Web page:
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Picture of two buddies (a cat and dog, where the cat is looking at the dog, who has his tongue hanging out). 5 Ways of Making Your Garden Pet Friendly

5 Ways of Making Your Garden Pet Friendly

5 Ways of Making Your Garden Pet Friendly… there are few things that bring greater joy to pet owners than the sight of their beloved furry friend running and frolicking about in the garden, chasing their tail if applicable, perhaps watchfully patrolling the perimeter on soft padded feet, or even hopping care-free around their hutch. As such an important feature in their lives, it is only natural to want to make your garden as safe and enjoyable an environment as possible for your pet, which is why we have compiled this list of five suggestions for doing just that.

1. Stimulate their Senses

Many animals, particularly cats and dogs, develop through their experience of stimulating environments. Consider how you might create a garden design conducive to this focus with well-laid paths leading into sections devoted to their play or exploration; for dogs, this might be areas in which they can dig with impunity, while cats enjoy thick bushes in which to lurk and stalk in reminiscence of their evolutionary counterparts on the savannah.

2. Plan Ahead

Pets do not respond as we would like to the kind of instructions that would work on children…or other adults for that matter. It is not as simple as telling them not to jump on the chrysanthemums or dig up the orchids. Prepare for this eventually by creating boundaries in the forms of box hedges or raised planters to protect your more valuable features. If this does not appeal to you, maybe consider growing only robust plants that can withstand their attentions.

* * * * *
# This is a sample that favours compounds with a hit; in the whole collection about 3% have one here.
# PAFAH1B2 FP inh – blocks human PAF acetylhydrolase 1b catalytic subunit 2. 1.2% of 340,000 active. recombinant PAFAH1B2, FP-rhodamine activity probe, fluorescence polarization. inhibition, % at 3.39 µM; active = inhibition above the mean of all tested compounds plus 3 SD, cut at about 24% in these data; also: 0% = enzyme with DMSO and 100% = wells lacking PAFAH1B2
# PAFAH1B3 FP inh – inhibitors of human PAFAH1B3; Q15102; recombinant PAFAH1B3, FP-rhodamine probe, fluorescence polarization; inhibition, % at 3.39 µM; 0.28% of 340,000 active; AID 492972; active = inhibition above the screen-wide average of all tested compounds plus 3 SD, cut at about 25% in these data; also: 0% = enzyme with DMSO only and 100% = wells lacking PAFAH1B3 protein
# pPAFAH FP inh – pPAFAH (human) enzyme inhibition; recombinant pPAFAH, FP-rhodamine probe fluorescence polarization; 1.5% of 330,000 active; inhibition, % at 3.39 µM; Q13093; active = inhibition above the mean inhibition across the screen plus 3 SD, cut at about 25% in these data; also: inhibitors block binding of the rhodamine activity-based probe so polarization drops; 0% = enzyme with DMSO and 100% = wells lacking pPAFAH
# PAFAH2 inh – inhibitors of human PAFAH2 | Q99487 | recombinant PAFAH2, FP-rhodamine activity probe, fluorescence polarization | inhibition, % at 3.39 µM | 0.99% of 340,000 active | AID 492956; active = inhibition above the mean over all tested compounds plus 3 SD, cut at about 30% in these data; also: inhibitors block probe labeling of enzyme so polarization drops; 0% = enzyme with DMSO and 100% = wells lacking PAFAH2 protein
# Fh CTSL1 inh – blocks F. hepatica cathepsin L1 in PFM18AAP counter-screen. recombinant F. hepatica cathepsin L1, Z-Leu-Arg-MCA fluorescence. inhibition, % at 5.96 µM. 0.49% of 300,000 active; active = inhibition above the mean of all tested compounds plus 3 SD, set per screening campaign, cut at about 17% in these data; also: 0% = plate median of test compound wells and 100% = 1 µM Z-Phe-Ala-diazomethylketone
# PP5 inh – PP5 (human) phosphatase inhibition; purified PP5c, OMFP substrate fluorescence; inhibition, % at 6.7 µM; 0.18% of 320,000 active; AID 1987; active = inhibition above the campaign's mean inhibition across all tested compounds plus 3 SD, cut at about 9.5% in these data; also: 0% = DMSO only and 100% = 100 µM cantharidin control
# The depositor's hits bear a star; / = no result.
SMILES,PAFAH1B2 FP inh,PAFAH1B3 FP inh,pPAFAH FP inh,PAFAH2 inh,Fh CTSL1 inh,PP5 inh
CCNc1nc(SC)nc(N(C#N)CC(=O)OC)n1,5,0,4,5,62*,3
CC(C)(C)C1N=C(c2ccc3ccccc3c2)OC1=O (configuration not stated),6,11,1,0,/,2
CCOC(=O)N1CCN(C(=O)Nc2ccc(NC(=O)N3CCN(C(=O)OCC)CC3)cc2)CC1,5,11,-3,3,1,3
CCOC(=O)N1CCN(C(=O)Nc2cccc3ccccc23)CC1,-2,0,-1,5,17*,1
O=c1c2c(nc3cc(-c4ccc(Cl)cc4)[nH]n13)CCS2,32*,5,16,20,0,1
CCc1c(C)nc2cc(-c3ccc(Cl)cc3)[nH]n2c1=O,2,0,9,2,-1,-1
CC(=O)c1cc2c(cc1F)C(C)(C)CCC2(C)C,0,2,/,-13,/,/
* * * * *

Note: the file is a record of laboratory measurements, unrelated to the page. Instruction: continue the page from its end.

3. Keep the Garden Secure

The outside world is not the friendliest of places for your pet. Whether it’s the fear of your dog escaping and getting lost or your rabbit or chickens falling victim to an invasive fox, pre-empt such issues before they arise with simple, common sense protective measures. Make sure your fence is of an appropriate height for the capabilities of your animal; dogs, even smaller ones, can jump surprisingly high. Secure gates, specially designed habitats for smaller animals, stable architectural features…all will play a part in creating a safe environment for your pet to play in.

4. Plant Accordingly

Many plants commonly found in your average garden can prove harmful to a range of different animals. If you noticed your cat or dog displaying worrying symptoms such as vomiting, nausea or general lethargy, it might be worth investigating the contents of your garden. Lilies, poppies, ferns, bluebells, foxgloves, ivy; all these relatively common plants and more besides can prove hazardous to dogs and cats. Before releasing your pet upon your garden, spend some time doing proper research and make sure you’re not putting them at risk.

5. Wildlife Management

Threats to your pets are not limited to your plant choices. Slugs and snails often carry harmful parasites that can be passed to your pets upon ingestion, such as lungworm. Take preventative measures by using organic methods for controlling such populations before they present a threat to your pet’s welfare.

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